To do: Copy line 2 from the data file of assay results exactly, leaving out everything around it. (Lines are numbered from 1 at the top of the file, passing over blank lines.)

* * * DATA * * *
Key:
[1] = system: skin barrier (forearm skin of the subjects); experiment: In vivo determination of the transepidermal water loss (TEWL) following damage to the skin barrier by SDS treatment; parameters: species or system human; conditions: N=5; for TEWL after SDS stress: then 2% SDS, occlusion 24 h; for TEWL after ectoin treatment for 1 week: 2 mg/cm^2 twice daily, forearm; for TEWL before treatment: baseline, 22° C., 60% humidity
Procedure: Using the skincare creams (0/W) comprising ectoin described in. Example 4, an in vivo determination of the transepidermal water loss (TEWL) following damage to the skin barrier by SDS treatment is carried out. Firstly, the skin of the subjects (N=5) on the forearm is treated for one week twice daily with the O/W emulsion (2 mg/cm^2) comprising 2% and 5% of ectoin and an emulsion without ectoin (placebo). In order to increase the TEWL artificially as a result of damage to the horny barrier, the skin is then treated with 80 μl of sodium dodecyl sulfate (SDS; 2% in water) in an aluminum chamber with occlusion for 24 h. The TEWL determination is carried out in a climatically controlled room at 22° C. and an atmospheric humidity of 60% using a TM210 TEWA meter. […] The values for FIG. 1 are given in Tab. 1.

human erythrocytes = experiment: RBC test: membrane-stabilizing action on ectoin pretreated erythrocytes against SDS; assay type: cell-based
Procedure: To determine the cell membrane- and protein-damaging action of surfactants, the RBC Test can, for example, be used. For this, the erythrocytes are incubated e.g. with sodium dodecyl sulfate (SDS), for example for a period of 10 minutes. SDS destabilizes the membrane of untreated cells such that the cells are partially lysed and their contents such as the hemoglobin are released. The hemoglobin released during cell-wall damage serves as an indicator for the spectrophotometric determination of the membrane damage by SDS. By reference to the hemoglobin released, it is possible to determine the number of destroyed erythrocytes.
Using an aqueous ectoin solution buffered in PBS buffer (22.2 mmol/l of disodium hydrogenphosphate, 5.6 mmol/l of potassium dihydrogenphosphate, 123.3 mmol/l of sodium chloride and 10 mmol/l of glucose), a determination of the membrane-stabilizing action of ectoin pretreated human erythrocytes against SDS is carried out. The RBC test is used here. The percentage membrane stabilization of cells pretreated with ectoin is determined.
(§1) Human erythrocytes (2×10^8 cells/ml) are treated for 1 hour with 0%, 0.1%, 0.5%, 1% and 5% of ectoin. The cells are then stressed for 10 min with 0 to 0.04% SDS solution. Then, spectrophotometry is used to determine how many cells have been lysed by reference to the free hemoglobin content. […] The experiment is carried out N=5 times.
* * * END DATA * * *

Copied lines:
[1] = system: skin barrier (forearm skin of the subjects); experiment: In vivo determination of the transepidermal water loss (TEWL) following damage to the skin barrier by SDS treatment; parameters: species or system human; conditions: N=5; for TEWL after SDS stress: then 2% SDS, occlusion 24 h; for TEWL after ectoin treatment for 1 week: 2 mg/cm^2 twice daily, forearm; for TEWL before treatment: baseline, 22° C., 60% humidity